students can press wtf button for help
Students are often reluctant to ask questions in class when they don't understand. Source: futurewalk/Shutterstock.

Pretty much every student cringes when their lecturer asks the class a question and they are met with silence. The class stare at the floor, look busy, do anything to avoid eye contact. And they’re not just scared of answering questions either, they are reluctant to ask them too in fear of being ridiculed.

In order to combat this fear, University of Michigan Professor Perry Samson worked with his students to devise LectureTools, which gave students the opportunity to electronically let lecturers know how they are getting on during the lecture in real-time. The app has since been acquired by lecture-capture technology company Echo360.

In the past, every time Samson left a lecture hall without being flooded with questions, he thought to himself “job well done”.

He told Inside Higher Ed:

“I assumed that I’d nailed it. I’d do a little lecturer victory dance, throw down the chalk and leave the room.”

Now he understands it often means quite the opposite. In fact, after surveying his students, Samson found only about a quarter of his female students and half his male students felt comfortable asking questions in class. Those who didn’t speak English as a first language were even more unlikely to speak out if they were confused.

Echo360 allows Samson to livestream his lectures so all students can view them. It also enables students to answer questions, and query anything they don’t understand, make notes and most vitally, tag a lecture slide with the “confusion alert” button – or as Samson fondly named it, the “WTF button”.

In the last semester alone, Samson received 770 questions from students through the software – questions which otherwise would have likely gone unanswered.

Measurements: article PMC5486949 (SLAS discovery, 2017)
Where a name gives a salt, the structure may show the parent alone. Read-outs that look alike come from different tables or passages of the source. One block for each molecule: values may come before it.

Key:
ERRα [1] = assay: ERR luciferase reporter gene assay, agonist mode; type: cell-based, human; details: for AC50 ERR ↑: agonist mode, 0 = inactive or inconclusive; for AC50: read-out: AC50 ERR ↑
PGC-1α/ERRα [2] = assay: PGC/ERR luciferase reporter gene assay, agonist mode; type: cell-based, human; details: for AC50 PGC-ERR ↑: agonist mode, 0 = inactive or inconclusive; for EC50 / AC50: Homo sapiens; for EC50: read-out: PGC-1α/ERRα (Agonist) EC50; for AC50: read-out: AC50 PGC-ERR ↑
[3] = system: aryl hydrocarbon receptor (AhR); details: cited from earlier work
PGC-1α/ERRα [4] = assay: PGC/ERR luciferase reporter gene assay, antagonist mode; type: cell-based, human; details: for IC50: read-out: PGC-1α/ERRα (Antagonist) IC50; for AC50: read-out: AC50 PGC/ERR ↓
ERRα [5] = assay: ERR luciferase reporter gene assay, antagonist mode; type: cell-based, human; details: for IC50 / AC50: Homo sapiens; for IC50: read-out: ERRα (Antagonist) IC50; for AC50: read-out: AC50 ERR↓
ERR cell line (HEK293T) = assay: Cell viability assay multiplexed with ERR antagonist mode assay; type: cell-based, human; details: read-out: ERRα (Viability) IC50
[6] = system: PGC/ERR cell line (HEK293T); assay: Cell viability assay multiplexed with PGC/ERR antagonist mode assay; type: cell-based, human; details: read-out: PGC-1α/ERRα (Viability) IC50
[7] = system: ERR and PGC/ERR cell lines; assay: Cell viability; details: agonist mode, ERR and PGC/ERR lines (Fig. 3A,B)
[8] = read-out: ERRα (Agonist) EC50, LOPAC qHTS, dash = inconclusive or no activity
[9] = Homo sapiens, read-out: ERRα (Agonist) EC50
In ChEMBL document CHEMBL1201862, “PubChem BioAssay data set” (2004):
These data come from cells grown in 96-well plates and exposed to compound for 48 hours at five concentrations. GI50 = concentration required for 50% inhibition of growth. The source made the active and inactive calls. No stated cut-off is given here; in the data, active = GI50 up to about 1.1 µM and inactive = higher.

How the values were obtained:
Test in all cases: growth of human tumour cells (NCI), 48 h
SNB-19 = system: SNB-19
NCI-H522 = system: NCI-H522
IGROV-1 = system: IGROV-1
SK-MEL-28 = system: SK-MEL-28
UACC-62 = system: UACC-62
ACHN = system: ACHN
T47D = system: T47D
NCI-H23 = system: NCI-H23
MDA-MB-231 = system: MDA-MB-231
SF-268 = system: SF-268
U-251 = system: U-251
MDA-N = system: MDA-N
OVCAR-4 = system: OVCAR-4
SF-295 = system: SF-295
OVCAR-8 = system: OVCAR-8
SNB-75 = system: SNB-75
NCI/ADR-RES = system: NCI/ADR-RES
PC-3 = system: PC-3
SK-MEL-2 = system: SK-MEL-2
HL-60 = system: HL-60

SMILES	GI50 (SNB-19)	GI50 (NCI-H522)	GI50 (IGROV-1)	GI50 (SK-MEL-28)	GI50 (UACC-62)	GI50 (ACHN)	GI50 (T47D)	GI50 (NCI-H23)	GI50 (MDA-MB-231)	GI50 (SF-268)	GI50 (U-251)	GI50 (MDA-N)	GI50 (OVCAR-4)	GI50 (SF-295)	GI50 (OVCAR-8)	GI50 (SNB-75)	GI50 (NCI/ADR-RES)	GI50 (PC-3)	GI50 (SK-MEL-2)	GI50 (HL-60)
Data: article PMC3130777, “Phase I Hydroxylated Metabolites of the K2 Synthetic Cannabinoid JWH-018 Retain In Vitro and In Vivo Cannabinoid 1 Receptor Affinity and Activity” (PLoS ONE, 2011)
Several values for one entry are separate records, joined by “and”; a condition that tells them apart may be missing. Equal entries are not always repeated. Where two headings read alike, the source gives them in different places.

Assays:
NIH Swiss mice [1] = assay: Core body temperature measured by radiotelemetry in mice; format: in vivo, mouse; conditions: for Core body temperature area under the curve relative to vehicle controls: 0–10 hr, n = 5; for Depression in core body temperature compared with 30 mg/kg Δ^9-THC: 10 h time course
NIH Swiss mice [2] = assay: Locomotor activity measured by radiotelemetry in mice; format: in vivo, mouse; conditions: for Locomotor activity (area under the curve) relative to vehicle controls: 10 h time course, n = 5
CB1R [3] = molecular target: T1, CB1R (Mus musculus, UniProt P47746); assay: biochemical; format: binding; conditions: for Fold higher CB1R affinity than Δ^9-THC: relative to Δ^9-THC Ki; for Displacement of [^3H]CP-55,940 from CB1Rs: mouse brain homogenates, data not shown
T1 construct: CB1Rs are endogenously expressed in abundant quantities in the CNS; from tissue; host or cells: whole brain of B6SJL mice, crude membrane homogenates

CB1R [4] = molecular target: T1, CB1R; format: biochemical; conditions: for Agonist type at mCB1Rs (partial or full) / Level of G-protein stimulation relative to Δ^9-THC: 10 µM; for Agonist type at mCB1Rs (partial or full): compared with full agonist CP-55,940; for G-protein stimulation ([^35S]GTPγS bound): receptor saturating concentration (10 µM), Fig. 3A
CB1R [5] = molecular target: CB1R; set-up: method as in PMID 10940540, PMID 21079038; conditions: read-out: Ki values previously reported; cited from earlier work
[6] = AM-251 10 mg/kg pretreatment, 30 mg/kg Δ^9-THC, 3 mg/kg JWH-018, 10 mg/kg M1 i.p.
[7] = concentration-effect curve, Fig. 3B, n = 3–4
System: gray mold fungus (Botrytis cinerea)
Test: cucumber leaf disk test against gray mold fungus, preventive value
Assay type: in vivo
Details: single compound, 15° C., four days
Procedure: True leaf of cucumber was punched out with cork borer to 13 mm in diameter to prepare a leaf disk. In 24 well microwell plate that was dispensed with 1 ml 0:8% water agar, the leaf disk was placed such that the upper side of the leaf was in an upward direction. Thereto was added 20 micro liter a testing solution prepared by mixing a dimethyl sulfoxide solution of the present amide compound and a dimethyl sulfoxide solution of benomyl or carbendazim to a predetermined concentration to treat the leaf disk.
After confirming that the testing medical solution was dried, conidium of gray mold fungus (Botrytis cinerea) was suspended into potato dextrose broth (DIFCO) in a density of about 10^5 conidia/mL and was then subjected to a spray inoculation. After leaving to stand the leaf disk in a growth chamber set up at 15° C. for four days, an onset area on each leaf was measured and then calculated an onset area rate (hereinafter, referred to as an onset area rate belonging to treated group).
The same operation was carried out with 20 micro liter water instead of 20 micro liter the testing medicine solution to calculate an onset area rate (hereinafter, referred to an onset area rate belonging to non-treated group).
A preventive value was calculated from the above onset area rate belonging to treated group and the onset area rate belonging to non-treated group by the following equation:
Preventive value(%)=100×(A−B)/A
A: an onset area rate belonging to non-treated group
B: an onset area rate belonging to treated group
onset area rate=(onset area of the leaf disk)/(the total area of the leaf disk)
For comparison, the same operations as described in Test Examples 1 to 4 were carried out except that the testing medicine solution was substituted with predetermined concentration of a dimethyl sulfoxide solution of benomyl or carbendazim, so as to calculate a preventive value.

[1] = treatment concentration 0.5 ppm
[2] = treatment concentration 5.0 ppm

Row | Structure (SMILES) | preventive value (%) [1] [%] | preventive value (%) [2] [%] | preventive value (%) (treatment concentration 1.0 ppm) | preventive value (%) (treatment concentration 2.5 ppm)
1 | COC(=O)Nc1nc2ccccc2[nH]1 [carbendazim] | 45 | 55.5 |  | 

While Samson can see which students are asking what, no one else can. The questions (and subsequent answers) are on view for all students in real-time but give no indication of which student may have asked them.

“It’s opened up a door. When you give students the opportunity to interact, by God, they do,” Samson said.

A teaching assistant picks up the questions as Samson teaches, but when he finishes, he takes the time to look over what was asked and which parts students found confusing.

He uses this to shape their next lesson, working out what needs to be clarified and explaining it in a different way or going over it again.

“It helps me identify when I’m being boring, when I’m going too fast,” Samson said. “It’s changed the way I teach.”

He claimed he can predict, with 90 percent accuracy, which students will fail just by looking at who is interacting.

Samson is hoping the WTF button will be adapted further to enable students to flag up exactly what it was they didn’t understand, not just alert the lecturer to their confusion.

Echo360 senior director of product marketing Richard Caccavale said the improvements to the confusion-alert feature are expected to be in action late 2018.

“Just knowing a student is confused is helpful, but if I had more information, it would help me hone my messaging better,” Samson said. “That’s the next step.”

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